A quick update to an old story before we get onto all the new releases that are going to make us as depressed as ever – Remember You, Me and Dupree? We hypothesised that movie-execs came up with the title “while explaining what was going to happen during some sick, cocaine fuelled orgy”. Turns out we were right, as long as during the sick, cocaine fuelled orgy was to the tune of Steely Dan’s Cousin Dupree! Steely Dan have written an incredibly amusing letter to Luke Wilson to tell him to sort his little/bigger brother out. It reads like exactly the kind of rambling nonsense old rocker burnouts would write when annoyed/amused about possibly being ripped off, and is almost completely unquotable, so you should just read it all.
Anyway, that was our favourite rock related news story of the week, not including Bruce Dickinson flying into Beirut to save some refugees. Run to the Hills, indeed. As long as you’re not going to fire rockets off of them, or set up a UN observation tower, or something.
Anyway! Films! This week! Miami Vice! Who cares! You might consider it a bit harsh to dismiss Michael Mann’s re-visitation of his 1980’s TV show out of hand, but haven’t we, you know, had enough of Mann’s crime dramas? Torontoist thinks they were done with Manhunter, honestly. He has nice cinematography thanks to Dion Beebe, but what we’ve seen so far the film seems to lack even the cool of the original show, and the reviews back this train of thought up. “They’ve chosen to do without the malevolent glitter of the original’s night scenes.” Now’s John Harkness laments, in a nice turn of phrase.
Reviewers are far more pleased to see a return for Familia, the Quebecois debut of Louise Archambault, winner of awards at TIFF, the Genies and Canada’s Top Ten. With only the festival showings and a showing at Cinematheque Ontario, it finally gets its Toronto theatrical release, Eye’s Jason Anderson noting “Though not without its flaws, Archambault’s film tackles difficult ideas about sex, class and blood ties with impressive acuity, dry humour and strong performances.”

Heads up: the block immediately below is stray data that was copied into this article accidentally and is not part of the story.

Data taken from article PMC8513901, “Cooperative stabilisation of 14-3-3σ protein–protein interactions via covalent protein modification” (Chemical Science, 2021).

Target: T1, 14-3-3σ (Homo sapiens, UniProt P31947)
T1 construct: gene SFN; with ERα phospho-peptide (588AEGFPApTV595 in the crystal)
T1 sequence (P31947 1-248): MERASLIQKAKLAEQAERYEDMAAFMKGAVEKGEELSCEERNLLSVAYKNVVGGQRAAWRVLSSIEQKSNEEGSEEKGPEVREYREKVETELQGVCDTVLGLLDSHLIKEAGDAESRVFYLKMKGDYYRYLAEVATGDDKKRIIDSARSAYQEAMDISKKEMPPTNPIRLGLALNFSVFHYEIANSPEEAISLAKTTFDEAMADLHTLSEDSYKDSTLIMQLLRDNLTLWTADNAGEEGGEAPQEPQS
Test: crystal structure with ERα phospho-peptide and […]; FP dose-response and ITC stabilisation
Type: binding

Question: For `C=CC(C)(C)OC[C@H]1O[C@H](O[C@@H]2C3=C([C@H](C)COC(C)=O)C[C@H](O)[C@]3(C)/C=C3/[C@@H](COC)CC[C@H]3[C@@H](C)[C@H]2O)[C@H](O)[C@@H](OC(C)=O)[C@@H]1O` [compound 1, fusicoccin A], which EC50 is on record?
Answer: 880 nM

There are other TIFF award winners on offer this week too, including Look Both Ways, winner of the Discovery Award, and is given solid, if not sterling reviews by the weeklies – Eye’s Adam Nayman observes “the film is nicely shaped: it’s pleasing to the eye and gives an impression, however fleeting or skewed, of depth.”
We were amazed to see the difference in opinion between them on The Ant Bully, though. Eye’s Liz Clayton asks “did the world really need another animated ant movie?” NOW’s Barry Hertz responds “Writer-director John A. Davis thought the world needed another morality tale told through insects, and he was right.”
Sorry, but we’re as cynical as the Eye reviewer. Ants are SO OVER. Tell your lame morality tale with black squirrels! We love black squirrels. Anyway, Bruce Campbell is in it, sob. Also released this week is Woody Allen’s second attempt to use Scarlett Johansson as his muse in Scoop (apparently it doesn’t work) and Shooting Dogs, director of Basic Instinct 2 Michael Caton-Jones’ take on the Rwandan Genocide.
Our picks for Cinematheque Ontario this week are the works of Kenji Mizoguchi, which include from a strong selection The 47 Ronin, Parts I and II, a celebrated retelling of the famous story of the samurai who committed suicide rather than apologize (we’ve all felt like that, I’m sure), Monday, 6:30pm, and The Life of Oharu, Tuesday, 8:00pm. Toshiro Mifune is in that one. All showings at Jackman Hall, AGO, 317 Dundas W.